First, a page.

Encana Corp. on Tuesday announced a bold strategy to move back into the winning column by focusing on only five North American onshore plays -- down from 30 -- requiring leasehold sales, a spinoff and a 20% reduction in jobs. The goal is to balance liquids and natural gas by 2017 from a limited number of assets, said CEO Doug Suttles.

By 2017, the Calgary-based independent expects to generate 75% of its operating cash flow from liquids prospects -- a big job for a producer that today is the No. 1 gas operator in Canada and a top gas producer in the Lower 48.

"We are doing what it takes to get Encana back to winning and we have already begun executing on our strategy with some of that impact being seen in our strong third quarter results," Suttles said during a conference call. "We have a focused long-term plan in place, the resource base to support that plan and a talented team of people with the energy and drive to succeed."

Close to 75% of next year's capital will go to only five "high-return" oil and liquids-rich plays: the Montney and Duvernay plans in Canada, as well as the Lower 48's Denver-Julesburg (DJ) and San Juan basins and the Tuscaloosa Marine Shale (TMS). The rest of the capital budget would go to maintain other properties, including its huge natural gas position in Canada and the Lower 48.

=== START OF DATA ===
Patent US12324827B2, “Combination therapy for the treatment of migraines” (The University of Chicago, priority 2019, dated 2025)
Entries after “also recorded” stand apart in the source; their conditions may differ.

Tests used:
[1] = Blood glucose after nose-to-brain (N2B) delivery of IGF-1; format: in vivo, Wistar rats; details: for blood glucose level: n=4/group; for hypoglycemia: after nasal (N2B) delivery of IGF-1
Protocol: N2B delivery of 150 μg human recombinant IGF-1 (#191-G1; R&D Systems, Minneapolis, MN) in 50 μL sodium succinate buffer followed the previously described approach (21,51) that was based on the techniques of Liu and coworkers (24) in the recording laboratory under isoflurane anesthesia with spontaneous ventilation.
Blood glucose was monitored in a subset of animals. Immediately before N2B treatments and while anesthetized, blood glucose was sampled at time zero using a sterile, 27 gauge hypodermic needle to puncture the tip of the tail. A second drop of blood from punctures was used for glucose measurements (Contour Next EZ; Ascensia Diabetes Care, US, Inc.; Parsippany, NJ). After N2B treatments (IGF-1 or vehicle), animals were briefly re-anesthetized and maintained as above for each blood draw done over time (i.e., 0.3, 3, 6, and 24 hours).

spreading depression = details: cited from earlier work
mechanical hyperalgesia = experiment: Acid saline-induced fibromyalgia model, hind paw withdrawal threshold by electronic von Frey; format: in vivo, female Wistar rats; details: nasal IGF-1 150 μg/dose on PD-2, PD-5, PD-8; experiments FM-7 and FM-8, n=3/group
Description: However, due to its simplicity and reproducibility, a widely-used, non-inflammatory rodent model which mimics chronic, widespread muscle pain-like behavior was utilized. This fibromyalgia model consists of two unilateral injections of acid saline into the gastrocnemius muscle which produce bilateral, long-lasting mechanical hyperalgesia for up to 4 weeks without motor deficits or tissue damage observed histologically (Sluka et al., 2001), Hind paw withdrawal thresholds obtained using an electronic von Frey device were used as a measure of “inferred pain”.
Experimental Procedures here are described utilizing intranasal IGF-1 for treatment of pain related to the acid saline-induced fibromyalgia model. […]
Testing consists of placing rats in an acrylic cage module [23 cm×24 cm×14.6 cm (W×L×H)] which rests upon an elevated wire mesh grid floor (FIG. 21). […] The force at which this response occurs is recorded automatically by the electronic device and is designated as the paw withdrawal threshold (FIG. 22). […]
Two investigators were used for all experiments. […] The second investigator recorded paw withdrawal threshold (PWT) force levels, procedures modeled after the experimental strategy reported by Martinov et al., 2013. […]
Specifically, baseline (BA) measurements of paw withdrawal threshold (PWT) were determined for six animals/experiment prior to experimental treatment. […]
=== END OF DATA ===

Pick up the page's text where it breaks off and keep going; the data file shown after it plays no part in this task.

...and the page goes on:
Preliminary capital spending for the new big five targets are Montney, $500-600 million; Duvernay, $250-350 million; DJ, $150-250 million; San Juan, $350-450; and TMS, $200-300 million.

Why were those five assets put into the opportunity set? All five are liquids/oil-rich, said Suttles. All of them generate returns of more than 40%. And there's running room and scalability, with growth potential of 50,000 boe/d in every play. Also, the plays have the "best rocks," he said.

The Montney formation in British Columbia, with a 60-100%-plus rate of return, generates for Encana a lot of gas and oil, with a potential of more than 2 Bcf/d and 50,000 b/d. Encana's Duvernay position has an estimated total resource of 443 Tcf and 11.3 billion bbl of natural gas liquids and 61.7 billion bbl of oil.

"This is a huge potential growth engine for Encana," said Suttles, with the potential for 20 rigs by 2017. The fairway is two times the size of the Eagle Ford Shale, he noted, and Encana has one-third of the liquids fairway.

The DJ Basin offers potential in the "heart" of the Wattenberg field in Colorado, with a 55-85% rate of return, while San Juan is capable of producing a 45-70% rate of return in "resource play hub mode." TMS also has a "massive oil resource," that's ideal for executing at scale.

"One of Encana's competitive advantages is our team's ability to develop large, complex resource plays where we can implement our full resource play hub process that is proven to drive down costs and create higher returns," said Suttles. "The five high quality liquids-rich plays we've chosen to focus on offer the scale and running room we need to realize that advantage."